Nor iron bars a cage, p.5
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       Nor Iron Bars a Cage...., p.5

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was gone. Yes, Shirley was her daughter. How old? Seven and ahalf. How long ago was this? Fifteen minutes, maybe. She hadn't beenworried at first; she'd walked up and down, calling the girl's name,but hadn't gotten any answer. Then she saw the policeman, and ...and--

  And she broke down into tears again.

  It was the same thing that had happened a few days before. I hadalready ordered extra men put on the Riverside and Central Parkdetails, but a cop can't be everywhere at once.

  "I've got the rest of the boys beating the brush between here and theriver," Officer Ramirez said. "She might have gone down one of thepaths on the other side of the wall."

  "She wouldn't go too near the river," the woman sobbed. "I just knowshe wouldn't." She sounded as though she were trying to convinceherself and failing miserably.

  Nobody said anything about Nestor; the poor woman was bad enough offwithout adding more horror to the pictures she was conjuring up in hermind.

  "We'll find her," I said soothingly, "don't you worry about that.You're pretty upset. We'll have the police doctor look you over andmaybe give you a tranquilizer or something to make you feel better."No point in telling her that the doctor might be needed for a moreserious case. "Keep an eye on her till the doctor comes, Ramirez.Meanwhile, we'll look around for the little girl."

  * * * * *

  I walked over to the wall and looked down. I could see uniformedpolice walking around, covering the ground carefully.

  Riverside Park runs along the eastern edge of Manhattan Island,between Riverside Drive and the Hudson River, from 72nd Street on thesouth to 129th Street on the north. In the area where we were, thereis a flat, level, grassy area about a block wide, where there arewalks and benches to sit on. The eastern boundary of this area ismarked by a retaining wall that runs parallel with the river. Beyondthe wall, the ground slopes down sharply to the Hudson River, goingunder the elevated East Side Highway which carries express traffic upand down the island. The retaining wall is cut through at intervals,and winding steps go down the steep slope. There are bushes and treesall over down there.

  I thought for a minute, then said, "Suppose it was Nestor. How did heget her away? It's a cinch he didn't just scoop her up in broaddaylight and go trotting off with her under his arm."

  "Precisely what I was thinking," the Duke agreed. "There was no screamor disturbance of that kind. Could he have lured her away, do youthink?"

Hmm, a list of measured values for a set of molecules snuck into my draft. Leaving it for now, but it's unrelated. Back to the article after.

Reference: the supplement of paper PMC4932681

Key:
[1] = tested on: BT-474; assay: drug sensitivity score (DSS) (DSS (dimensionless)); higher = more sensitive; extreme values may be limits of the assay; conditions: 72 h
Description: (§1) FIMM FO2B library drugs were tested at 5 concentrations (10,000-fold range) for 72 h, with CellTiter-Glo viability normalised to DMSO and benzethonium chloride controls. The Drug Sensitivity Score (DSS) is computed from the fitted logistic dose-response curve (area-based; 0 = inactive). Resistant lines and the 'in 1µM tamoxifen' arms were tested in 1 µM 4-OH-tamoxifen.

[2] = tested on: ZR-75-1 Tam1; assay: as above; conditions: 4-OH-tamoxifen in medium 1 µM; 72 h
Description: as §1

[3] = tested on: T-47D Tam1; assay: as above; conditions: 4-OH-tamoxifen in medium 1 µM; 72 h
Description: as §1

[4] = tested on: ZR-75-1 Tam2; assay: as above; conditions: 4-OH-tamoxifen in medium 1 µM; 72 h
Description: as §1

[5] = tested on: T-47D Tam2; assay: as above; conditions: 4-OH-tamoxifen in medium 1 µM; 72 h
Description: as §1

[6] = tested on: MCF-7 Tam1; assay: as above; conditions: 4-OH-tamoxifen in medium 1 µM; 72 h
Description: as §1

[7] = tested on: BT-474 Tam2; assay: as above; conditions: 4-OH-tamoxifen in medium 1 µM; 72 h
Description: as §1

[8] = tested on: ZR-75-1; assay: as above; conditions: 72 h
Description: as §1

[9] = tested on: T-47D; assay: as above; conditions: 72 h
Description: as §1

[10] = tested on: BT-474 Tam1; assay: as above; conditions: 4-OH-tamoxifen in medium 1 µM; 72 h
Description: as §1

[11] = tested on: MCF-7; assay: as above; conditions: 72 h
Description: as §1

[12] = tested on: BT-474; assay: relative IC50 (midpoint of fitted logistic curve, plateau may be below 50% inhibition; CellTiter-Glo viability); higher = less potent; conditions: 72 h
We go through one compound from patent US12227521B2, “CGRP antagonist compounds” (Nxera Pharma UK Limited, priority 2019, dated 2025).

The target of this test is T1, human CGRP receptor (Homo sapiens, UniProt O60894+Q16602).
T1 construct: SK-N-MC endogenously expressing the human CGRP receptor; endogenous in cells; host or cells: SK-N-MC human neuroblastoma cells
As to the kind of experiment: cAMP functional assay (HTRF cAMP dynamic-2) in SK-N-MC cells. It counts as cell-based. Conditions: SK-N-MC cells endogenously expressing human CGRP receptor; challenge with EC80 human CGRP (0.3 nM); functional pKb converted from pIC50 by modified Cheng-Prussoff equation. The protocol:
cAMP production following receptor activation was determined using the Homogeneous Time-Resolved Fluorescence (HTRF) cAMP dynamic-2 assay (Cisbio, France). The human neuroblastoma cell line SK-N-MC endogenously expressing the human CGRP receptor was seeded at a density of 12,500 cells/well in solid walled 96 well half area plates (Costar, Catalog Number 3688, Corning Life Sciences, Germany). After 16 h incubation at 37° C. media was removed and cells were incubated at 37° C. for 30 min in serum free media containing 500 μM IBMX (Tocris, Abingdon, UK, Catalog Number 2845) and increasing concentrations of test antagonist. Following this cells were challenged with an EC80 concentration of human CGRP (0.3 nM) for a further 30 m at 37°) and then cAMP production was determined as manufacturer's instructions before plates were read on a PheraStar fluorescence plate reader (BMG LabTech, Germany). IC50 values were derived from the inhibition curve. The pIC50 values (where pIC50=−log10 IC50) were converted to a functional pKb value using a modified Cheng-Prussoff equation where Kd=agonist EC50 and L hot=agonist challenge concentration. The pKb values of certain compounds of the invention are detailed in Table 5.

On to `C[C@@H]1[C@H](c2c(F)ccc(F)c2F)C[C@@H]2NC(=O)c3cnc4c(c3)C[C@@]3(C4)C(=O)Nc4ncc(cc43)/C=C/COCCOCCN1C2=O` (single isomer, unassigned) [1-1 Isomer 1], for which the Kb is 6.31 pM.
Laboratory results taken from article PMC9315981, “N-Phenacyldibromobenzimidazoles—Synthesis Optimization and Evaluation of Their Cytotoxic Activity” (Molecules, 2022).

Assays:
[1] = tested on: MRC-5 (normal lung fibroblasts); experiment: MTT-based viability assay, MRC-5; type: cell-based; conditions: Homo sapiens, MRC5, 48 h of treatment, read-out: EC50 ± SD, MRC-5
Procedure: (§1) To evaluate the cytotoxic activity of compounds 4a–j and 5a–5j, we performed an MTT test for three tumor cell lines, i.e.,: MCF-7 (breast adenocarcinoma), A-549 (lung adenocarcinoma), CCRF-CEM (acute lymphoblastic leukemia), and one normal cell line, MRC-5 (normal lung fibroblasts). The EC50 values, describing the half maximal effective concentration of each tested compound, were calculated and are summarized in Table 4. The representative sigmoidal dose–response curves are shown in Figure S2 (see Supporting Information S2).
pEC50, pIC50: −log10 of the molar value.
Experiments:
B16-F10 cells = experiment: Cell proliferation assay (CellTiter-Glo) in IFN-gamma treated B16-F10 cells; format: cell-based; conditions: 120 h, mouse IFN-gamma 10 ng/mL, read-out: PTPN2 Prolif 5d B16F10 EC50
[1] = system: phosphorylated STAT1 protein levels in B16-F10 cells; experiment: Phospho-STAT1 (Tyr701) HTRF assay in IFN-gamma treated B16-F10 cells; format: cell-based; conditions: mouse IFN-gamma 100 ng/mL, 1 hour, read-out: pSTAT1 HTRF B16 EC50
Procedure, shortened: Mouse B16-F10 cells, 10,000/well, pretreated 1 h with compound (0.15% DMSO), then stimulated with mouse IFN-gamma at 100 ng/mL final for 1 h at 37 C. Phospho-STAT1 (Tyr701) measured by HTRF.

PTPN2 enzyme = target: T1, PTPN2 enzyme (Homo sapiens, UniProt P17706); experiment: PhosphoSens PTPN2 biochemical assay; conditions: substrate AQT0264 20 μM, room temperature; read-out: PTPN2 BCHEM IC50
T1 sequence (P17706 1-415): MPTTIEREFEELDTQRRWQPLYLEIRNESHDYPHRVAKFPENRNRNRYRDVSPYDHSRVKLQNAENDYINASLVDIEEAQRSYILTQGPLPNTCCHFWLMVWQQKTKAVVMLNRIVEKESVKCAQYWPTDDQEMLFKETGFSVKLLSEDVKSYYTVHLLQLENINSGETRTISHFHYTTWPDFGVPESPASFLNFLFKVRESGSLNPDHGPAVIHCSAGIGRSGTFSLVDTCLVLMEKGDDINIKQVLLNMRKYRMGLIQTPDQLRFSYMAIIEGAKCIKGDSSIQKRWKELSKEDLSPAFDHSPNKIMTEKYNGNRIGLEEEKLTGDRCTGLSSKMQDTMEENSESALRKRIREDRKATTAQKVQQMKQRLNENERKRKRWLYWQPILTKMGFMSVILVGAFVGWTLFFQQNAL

"Possible, but not likely. Little girls in New York are warned aboutthat sort of thing from the time they're in diapers. If she were fiveyears old, it might be more probable, but little girls who areapproaching eight are pretty wise little girls."

  "It follows, then, that she went somewhere of her own accord and hefollowed her. D'you agree?"

  "That sounds most reasonable," I said. "The next question is: Where?"

  "Yes. And why didn't she tell her mother where she was going?"

  I gave him a sour grin. "Elementary, my dear Duke. Because her motherhad forbidden her to go there. And, from the way she was talking, Igather the mother had expressly directed her to stay away from theriver." I looked back over the retaining wall again. "But it justdoesn't sound right, does it? Surely someone would have seen any sortof attack like that. Of course, it's possible that she _did_ fall inthe river, and that this case doesn't have anything to do with Nestorat all, but--"

  "It doesn't feel that way to me, either," said the Duke.

  "Let's go talk to the mother again," I said. "There are plenty of mendown there now; they don't need us."

  The woman, Mrs. Ebbermann, had calmed down a little. The policesurgeon had given her a tranquilizer with a hypogun, Officer Ramirezwas getting everything down in his notebook, and his belt recorder wasrunning.

  "No," she was saying, "I'm sure she didn't go home. That's the firstplace I looked after she didn't answer when I called. We live down theblock there. I thought she might have gone home to go to the bathroomor something--but I'm sure she would have told me." She choked alittle. "Oh, Shirley, baby! Where are you? Where _are_ you?"